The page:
How common is 'sexting' among urban minority youth?

February 28, 2013
© Mary Ann Liebert, Inc., publishers

Sexting, the use of technology to send or receive sexually explicit messages, photos, or videos, is a relatively new trend and, in many cases, has legal implications. As many as 25-50% of young people may participate in sexting. A close-up look at the sexting practices of a group of urban ethnic minority youths is presented in an article in Cyberpsychology, Behavior, and Social Networking.

In fact, sexting is relatively common among ethnic , according to Melissa Fleschler Peskin, PhD and coauthors, University of Texas Health Science Center at Houston, School of Public Health. They calculated the prevalence of sexting based on data collected from more than 1,000 tenth graders from a large urban school district. They reported that 20% of students reported sending a nude or semi-nude picture or video or a sexual text message—any one of these considered a "sext"—and more than 30% reported receiving a sext.

Additional, sexts were often shared with unintended recipients, and one-third of the youths reported sharing or receiving sexts that were meant to be private.

"In the relatively new discipline of cyberpsychology, we seek to explore the many challenges of current that potentiates. Certainly, such research enables us to better prepare for the that advances in Internet technology will continue to bring," says Brenda K. Wiederhold, PhD, MBA, BCIA, Editor-in-Chief of Cyberpsychology, Behavior, and Social Networking, from the Interactive Media Institute, San Diego, CA.

Explore further: 'Sexting' may be just a normal part of dating for Internet generation

More information: The article is available online on the Cyberpsychology, Behavior, and Social Networking website.

Related Stories

'Sexting' may be just a normal part of dating for Internet generation

July 24, 2012
(Medical Xpress) -- For young adults today who were weaned on iPods and the Internet, the practice of "sexting," or sending sexually explicit photos or messages through phones, may be just another normal, healthy component ...

Sending sexually explicit photos by cell phone -- more common among teens than you might think

June 13, 2012
A significant number of teenagers are sending and receiving sexually explicit cell phone photos, often with little, if any, awareness of the possible psychological, interpersonal, and sometimes legal consequences of doing ...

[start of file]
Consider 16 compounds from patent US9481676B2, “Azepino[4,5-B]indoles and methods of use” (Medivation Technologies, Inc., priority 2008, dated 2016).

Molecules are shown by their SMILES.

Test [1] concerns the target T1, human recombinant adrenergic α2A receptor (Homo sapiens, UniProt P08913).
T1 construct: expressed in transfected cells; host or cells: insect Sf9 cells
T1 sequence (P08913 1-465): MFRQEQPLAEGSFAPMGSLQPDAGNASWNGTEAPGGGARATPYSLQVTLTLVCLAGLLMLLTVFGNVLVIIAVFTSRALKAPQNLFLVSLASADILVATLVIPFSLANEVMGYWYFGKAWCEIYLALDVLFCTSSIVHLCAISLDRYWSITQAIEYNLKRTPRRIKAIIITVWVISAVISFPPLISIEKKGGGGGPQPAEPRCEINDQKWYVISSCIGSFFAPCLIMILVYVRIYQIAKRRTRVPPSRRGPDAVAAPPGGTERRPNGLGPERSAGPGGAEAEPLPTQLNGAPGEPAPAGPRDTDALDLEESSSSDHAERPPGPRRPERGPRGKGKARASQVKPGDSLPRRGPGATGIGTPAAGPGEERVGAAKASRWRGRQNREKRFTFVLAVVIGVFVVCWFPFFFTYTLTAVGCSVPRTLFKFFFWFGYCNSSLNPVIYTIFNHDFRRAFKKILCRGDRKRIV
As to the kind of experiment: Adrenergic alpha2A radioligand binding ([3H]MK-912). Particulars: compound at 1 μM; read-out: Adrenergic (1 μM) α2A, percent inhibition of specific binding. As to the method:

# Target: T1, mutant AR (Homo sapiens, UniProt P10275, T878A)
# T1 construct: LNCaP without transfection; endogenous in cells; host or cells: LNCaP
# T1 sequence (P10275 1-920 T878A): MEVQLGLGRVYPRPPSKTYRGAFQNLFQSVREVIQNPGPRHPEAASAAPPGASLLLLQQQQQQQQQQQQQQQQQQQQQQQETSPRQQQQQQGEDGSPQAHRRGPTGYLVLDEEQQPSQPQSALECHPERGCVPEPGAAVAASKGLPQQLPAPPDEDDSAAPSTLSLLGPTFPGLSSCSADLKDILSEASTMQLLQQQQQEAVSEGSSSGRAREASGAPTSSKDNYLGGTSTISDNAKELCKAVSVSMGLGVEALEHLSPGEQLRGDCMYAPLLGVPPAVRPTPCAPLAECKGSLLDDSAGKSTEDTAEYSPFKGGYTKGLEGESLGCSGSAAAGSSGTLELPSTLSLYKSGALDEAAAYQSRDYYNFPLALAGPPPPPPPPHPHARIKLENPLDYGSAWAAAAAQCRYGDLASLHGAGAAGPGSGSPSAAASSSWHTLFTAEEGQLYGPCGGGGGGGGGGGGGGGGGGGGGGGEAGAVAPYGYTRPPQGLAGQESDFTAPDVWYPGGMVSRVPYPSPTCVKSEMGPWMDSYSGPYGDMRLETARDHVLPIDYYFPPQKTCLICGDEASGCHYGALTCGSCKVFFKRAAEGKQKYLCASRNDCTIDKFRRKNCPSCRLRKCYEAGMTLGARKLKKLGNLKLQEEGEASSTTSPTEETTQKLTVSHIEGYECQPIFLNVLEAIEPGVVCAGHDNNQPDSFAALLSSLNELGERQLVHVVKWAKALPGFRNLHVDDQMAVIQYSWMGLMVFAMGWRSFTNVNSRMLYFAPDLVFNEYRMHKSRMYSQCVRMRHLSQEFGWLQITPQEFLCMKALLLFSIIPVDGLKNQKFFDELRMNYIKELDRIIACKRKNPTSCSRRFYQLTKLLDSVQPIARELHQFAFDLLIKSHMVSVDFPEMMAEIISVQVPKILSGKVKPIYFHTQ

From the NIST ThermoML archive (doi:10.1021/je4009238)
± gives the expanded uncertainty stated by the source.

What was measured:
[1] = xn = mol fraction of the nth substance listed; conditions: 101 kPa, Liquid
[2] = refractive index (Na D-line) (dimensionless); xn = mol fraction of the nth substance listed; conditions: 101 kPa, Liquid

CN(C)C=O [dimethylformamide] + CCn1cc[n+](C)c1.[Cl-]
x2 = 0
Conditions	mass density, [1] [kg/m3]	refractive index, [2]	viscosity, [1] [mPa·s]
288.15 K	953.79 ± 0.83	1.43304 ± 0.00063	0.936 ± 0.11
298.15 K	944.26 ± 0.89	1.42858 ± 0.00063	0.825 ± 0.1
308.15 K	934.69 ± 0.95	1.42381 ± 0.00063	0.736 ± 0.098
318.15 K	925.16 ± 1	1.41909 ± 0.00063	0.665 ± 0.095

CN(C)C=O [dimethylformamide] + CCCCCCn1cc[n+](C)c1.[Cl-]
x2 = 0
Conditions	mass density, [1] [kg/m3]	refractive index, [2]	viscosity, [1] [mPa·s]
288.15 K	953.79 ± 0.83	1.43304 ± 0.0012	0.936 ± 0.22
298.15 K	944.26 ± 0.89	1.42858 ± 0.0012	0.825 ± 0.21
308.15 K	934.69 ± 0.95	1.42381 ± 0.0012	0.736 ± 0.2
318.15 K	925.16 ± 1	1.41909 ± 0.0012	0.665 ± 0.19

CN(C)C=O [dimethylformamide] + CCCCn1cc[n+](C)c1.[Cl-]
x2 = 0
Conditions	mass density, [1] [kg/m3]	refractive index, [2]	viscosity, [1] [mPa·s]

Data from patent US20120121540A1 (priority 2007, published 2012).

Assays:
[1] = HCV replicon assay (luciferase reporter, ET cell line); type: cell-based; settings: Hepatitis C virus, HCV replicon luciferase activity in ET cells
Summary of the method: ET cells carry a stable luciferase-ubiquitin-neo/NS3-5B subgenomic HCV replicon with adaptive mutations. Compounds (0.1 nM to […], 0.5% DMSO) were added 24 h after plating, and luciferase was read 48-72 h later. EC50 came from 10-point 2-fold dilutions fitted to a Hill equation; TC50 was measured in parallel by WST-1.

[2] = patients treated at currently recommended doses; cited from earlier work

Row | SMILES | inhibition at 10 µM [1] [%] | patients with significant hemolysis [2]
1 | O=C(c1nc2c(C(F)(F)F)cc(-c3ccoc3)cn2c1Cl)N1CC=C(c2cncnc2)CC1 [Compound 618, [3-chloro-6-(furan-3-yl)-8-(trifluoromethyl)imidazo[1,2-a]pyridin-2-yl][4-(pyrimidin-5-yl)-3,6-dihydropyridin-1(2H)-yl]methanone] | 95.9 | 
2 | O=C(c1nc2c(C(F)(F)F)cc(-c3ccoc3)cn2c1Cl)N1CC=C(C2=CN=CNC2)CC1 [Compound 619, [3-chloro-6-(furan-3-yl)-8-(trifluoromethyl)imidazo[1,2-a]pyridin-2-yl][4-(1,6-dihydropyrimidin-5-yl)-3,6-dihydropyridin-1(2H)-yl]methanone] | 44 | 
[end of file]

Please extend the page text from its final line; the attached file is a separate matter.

Recommended for you

A walk at the mall or the park? New study shows, for moms and daughters, a walk in the park is best

November 17, 2017
Spending time together with family may help strengthen the family bond, but new research from the University of Illinois shows that specifically spending time outside in nature—even just a 20-minute walk—together can ...

Risk of distracted driving predicted by age, gender, personality and driving frequency

November 17, 2017
New research identifies age, gender, personality and how often people drive as potential risk factors for becoming distracted while driving. Young men, extroverted or neurotic people, and people who drive more often were ...

When male voles drink alcohol, but their partner doesn't, their relationship suffers

November 17, 2017
A study of the effect of alcohol on long-term relationships finds that when a male prairie vole has access to alcohol, but his female partner doesn't, the relationship suffers - similar to what has been observed in human ...

Spanking linked to increase in children's behavior problems

November 16, 2017
Children who have been spanked by their parents by age 5 show an increase in behavior problems at age 6 and age 8 relative to children who have never been spanked, according to new findings in Psychological Science, a journal ...

Multiplayer video games: Researchers discover link between skill and intelligence

November 15, 2017
Researchers at the University of York have discovered a link between young people's ability to perform well at two popular video games and high levels of intelligence.

Generous people give in a heartbeat—new study

November 15, 2017
Altruistic people are said to be "kind hearted" - and new research published in the journal Scientific Reports shows that generous people really are more in touch with their own hearts.

0 comments

Please sign in to add a comment. Registration is free, and takes less than a minute. Read more

Click here to reset your password.
Sign in to get notified via email when new comments are made.